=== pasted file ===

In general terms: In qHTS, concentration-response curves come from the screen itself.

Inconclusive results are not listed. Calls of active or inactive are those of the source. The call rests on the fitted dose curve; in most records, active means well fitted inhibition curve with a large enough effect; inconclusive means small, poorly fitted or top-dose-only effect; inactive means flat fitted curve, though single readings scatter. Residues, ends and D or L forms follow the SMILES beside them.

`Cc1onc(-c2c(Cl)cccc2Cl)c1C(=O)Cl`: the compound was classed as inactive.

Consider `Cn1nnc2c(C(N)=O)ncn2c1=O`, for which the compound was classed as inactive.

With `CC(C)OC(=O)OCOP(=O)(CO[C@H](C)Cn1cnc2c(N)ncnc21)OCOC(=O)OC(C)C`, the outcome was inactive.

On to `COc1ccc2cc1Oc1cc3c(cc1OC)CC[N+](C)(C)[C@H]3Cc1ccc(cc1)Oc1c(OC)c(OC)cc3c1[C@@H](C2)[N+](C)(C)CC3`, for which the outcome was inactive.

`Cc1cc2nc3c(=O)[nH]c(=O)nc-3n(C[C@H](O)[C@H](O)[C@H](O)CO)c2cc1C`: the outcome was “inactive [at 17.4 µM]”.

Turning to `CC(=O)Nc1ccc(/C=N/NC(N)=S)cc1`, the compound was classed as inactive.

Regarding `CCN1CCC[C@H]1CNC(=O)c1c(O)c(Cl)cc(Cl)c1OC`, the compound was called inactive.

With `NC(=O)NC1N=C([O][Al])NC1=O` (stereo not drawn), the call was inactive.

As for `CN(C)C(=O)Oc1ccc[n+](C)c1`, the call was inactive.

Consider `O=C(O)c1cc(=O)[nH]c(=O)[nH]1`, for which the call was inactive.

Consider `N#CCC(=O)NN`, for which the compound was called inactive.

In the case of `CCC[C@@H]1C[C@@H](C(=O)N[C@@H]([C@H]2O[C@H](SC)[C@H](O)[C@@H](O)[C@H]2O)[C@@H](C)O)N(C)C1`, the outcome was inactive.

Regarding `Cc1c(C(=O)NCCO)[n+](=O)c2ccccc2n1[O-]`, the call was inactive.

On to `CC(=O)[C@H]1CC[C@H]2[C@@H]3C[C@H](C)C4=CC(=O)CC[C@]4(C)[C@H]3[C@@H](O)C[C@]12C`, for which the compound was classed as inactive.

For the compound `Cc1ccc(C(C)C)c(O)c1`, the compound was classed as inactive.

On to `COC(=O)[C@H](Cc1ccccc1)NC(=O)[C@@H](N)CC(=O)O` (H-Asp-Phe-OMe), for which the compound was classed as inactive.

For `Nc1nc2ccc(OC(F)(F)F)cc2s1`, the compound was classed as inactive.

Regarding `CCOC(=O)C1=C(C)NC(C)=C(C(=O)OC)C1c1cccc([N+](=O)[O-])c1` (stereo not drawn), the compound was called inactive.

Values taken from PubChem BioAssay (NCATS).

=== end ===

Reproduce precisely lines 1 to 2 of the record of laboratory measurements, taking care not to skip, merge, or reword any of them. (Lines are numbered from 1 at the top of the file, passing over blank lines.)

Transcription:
In general terms: In qHTS, concentration-response curves come from the screen itself.

Inconclusive results are not listed. Calls of active or inactive are those of the source. The call rests on the fitted dose curve; in most records, active means well fitted inhibition curve with a large enough effect; inconclusive means small, poorly fitted or top-dose-only effect; inactive means flat fitted curve, though single readings scatter. Residues, ends and D or L forms follow the SMILES beside them.